About Contact Future Projects
A Tale of Two CitiesHuckleberry FinnNorthanger AbbeyDavid CopperfieldThe Prisoner of Zenda
  The Story  Cast & Characters  
  Isabella Thorpe (Rebecca Saire), James Morland (Luke Healy), Catherine Morland (Sarah-Jane Holm), Henry Tilney (James Wallace), Mrs Thorpe (Karen Lewis), Mrs Allen (Celia Bannerman)  
  Copyright Robert Workman  
  The Story


"No one who had ever seen Catherine Morland in her infancy would have supposed her born to be a heroine." The 17 year old daughter of a respectable clergyman in Wiltshire, she is a "shatter-brained" tearaway - fit only for a bat and a ball and a game of cricket. Her greatest delights are the gothic romances which were the pulp fiction of their day. Her head is swirling with ghosts and dead bodies and secret doors and mighty castles in far lands and cruel tyrants and dark secrets and cobwebs and necromancers.

Her mother's friend - the vain and empty headed Mrs Allen - invites Catherine to be her companion for a six week residence in Bath. Her excitement is scarcely to be contained! The centre of the fashionable world at the height of the season! Opportunities for romance beckon. On arrival, Catherine is disappointed. Nobody knows them, nobody takes any notice of them.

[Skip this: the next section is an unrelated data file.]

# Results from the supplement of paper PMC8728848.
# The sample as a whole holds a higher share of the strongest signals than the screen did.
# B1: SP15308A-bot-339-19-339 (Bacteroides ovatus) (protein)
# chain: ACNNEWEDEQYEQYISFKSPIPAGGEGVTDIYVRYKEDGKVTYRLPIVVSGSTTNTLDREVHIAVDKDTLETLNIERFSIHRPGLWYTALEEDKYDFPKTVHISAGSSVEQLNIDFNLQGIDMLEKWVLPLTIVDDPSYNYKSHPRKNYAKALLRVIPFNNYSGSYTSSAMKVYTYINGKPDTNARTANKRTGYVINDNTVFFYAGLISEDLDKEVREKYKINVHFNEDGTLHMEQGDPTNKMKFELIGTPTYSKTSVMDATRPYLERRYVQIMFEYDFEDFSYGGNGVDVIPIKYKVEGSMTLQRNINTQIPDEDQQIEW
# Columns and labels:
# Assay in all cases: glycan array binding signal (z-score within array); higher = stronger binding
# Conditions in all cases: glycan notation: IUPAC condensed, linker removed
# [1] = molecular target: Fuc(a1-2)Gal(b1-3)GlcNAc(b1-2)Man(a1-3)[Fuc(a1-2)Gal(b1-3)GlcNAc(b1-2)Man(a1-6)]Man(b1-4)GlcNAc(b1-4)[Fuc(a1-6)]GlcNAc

But things look up when she meets the intriguing Mr Tilney - a young clergyman, very droll and ironic, but rather handsome. Catherine meets the formidable General Tilney - Henry’s father - and he invites Catherine to spend the remainder of the season with him and his family at Northanger Abbey! When she gets there her imagination is soon working overtime. Dark chests contain strange papers, secret drawers open at the touch of a finger. And the General is a sinister figure. Why is Henry’s sister Eleanor melancholy and what is the truth about her mother - the late Mrs Tilney?

Catherine’s mistakes and misapprehensions lead her through a series of desperate humiliations. When General Tilney suddenly and unkindly exiles her from Northanger Abbey, she returns in deep despair and unhappiness to Fullerton. Henry Tilney alone has the key to her salvation.


Please direct any questions to: enquiries@northanger-abbey.co.uk


When it comes to adapting novels Matthew Francis is a remarkably consistent and judicious craftsman. His contribution to Austen mania is dramatically fluid, and funnier than one could hope...
Evening Standard

Francis shows a sure footing both as adaptor and director... the adaptation remains true to the original author's notions of good taste and poise...
Financial Times

Matthew Francis repeats his winning formula by remaining faithful to the spirit rather than the letter of the original, replacing the private contemplation of narrative with something more public and dramatic...
The Independent

His versions of The Prisoner of Zenda and A Tale of Two Cities were enormously accomplished, but with Northanger Abbey he has surely gone one better, lifting Austen's early novel from the page to the stage and transforming her eighteenth century depiction of social decorum and moral probity into the theatrical equivalent of a damn good read...
What's On

Photographs copyright Robert Workman
Click here to launch full size versions.

© Matthew Francis 2006